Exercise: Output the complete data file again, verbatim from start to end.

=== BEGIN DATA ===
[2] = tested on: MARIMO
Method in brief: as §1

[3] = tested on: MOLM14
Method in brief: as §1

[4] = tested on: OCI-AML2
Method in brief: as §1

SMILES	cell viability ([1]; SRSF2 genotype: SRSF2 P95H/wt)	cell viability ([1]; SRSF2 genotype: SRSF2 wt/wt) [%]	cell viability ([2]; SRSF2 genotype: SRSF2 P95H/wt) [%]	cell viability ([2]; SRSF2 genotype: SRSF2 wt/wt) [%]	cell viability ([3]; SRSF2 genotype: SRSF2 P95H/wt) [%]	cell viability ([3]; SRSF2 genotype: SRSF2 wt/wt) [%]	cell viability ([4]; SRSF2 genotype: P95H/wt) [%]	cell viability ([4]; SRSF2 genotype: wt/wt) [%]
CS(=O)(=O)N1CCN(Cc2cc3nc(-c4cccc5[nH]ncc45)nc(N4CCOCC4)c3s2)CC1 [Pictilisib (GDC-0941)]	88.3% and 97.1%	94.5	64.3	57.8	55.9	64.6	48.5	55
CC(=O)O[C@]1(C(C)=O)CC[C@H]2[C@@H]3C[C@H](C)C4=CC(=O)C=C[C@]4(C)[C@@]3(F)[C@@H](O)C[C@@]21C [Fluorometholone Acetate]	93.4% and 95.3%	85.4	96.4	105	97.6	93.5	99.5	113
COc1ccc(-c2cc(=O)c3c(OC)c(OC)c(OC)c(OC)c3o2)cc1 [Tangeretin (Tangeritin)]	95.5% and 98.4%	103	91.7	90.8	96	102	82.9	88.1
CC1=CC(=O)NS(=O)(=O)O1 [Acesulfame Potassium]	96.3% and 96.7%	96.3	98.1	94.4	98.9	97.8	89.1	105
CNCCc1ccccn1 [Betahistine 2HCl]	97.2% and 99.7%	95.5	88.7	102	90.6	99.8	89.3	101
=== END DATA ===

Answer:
[2] = tested on: MARIMO
Method in brief: as §1

[3] = tested on: MOLM14
Method in brief: as §1

[4] = tested on: OCI-AML2
Method in brief: as §1

SMILES	cell viability ([1]; SRSF2 genotype: SRSF2 P95H/wt)	cell viability ([1]; SRSF2 genotype: SRSF2 wt/wt) [%]	cell viability ([2]; SRSF2 genotype: SRSF2 P95H/wt) [%]	cell viability ([2]; SRSF2 genotype: SRSF2 wt/wt) [%]	cell viability ([3]; SRSF2 genotype: SRSF2 P95H/wt) [%]	cell viability ([3]; SRSF2 genotype: SRSF2 wt/wt) [%]	cell viability ([4]; SRSF2 genotype: P95H/wt) [%]	cell viability ([4]; SRSF2 genotype: wt/wt) [%]
CS(=O)(=O)N1CCN(Cc2cc3nc(-c4cccc5[nH]ncc45)nc(N4CCOCC4)c3s2)CC1 [Pictilisib (GDC-0941)]	88.3% and 97.1%	94.5	64.3	57.8	55.9	64.6	48.5	55
CC(=O)O[C@]1(C(C)=O)CC[C@H]2[C@@H]3C[C@H](C)C4=CC(=O)C=C[C@]4(C)[C@@]3(F)[C@@H](O)C[C@@]21C [Fluorometholone Acetate]	93.4% and 95.3%	85.4	96.4	105	97.6	93.5	99.5	113
COc1ccc(-c2cc(=O)c3c(OC)c(OC)c(OC)c(OC)c3o2)cc1 [Tangeretin (Tangeritin)]	95.5% and 98.4%	103	91.7	90.8	96	102	82.9	88.1
CC1=CC(=O)NS(=O)(=O)O1 [Acesulfame Potassium]	96.3% and 96.7%	96.3	98.1	94.4	98.9	97.8	89.1	105
CNCCc1ccccn1 [Betahistine 2HCl]	97.2% and 99.7%	95.5	88.7	102	90.6	99.8	89.3	101